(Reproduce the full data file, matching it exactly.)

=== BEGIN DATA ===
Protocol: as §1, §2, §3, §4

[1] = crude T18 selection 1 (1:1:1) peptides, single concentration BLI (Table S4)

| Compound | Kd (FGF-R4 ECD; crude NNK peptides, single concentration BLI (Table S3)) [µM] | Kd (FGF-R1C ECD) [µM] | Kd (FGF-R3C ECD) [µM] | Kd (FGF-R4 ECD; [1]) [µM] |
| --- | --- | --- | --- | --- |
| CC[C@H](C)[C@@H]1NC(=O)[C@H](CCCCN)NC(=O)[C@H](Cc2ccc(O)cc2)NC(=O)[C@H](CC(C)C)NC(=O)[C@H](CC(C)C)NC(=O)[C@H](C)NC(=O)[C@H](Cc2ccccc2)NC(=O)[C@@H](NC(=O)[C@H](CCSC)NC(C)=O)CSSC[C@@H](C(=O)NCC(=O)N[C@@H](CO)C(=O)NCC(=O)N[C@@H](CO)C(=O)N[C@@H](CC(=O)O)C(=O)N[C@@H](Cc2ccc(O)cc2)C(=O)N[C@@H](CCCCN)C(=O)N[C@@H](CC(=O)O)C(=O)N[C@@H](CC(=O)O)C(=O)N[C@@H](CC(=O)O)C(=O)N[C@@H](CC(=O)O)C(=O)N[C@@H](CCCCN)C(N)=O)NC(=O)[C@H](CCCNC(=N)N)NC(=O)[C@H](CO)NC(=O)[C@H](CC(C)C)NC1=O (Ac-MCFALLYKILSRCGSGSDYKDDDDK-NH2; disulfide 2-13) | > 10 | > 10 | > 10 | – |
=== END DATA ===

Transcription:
Protocol: as §1, §2, §3, §4

[1] = crude T18 selection 1 (1:1:1) peptides, single concentration BLI (Table S4)

| Compound | Kd (FGF-R4 ECD; crude NNK peptides, single concentration BLI (Table S3)) [µM] | Kd (FGF-R1C ECD) [µM] | Kd (FGF-R3C ECD) [µM] | Kd (FGF-R4 ECD; [1]) [µM] |
| --- | --- | --- | --- | --- |
| CC[C@H](C)[C@@H]1NC(=O)[C@H](CCCCN)NC(=O)[C@H](Cc2ccc(O)cc2)NC(=O)[C@H](CC(C)C)NC(=O)[C@H](CC(C)C)NC(=O)[C@H](C)NC(=O)[C@H](Cc2ccccc2)NC(=O)[C@@H](NC(=O)[C@H](CCSC)NC(C)=O)CSSC[C@@H](C(=O)NCC(=O)N[C@@H](CO)C(=O)NCC(=O)N[C@@H](CO)C(=O)N[C@@H](CC(=O)O)C(=O)N[C@@H](Cc2ccc(O)cc2)C(=O)N[C@@H](CCCCN)C(=O)N[C@@H](CC(=O)O)C(=O)N[C@@H](CC(=O)O)C(=O)N[C@@H](CC(=O)O)C(=O)N[C@@H](CC(=O)O)C(=O)N[C@@H](CCCCN)C(N)=O)NC(=O)[C@H](CCCNC(=N)N)NC(=O)[C@H](CO)NC(=O)[C@H](CC(C)C)NC1=O (Ac-MCFALLYKILSRCGSGSDYKDDDDK-NH2; disulfide 2-13) | > 10 | > 10 | > 10 | – |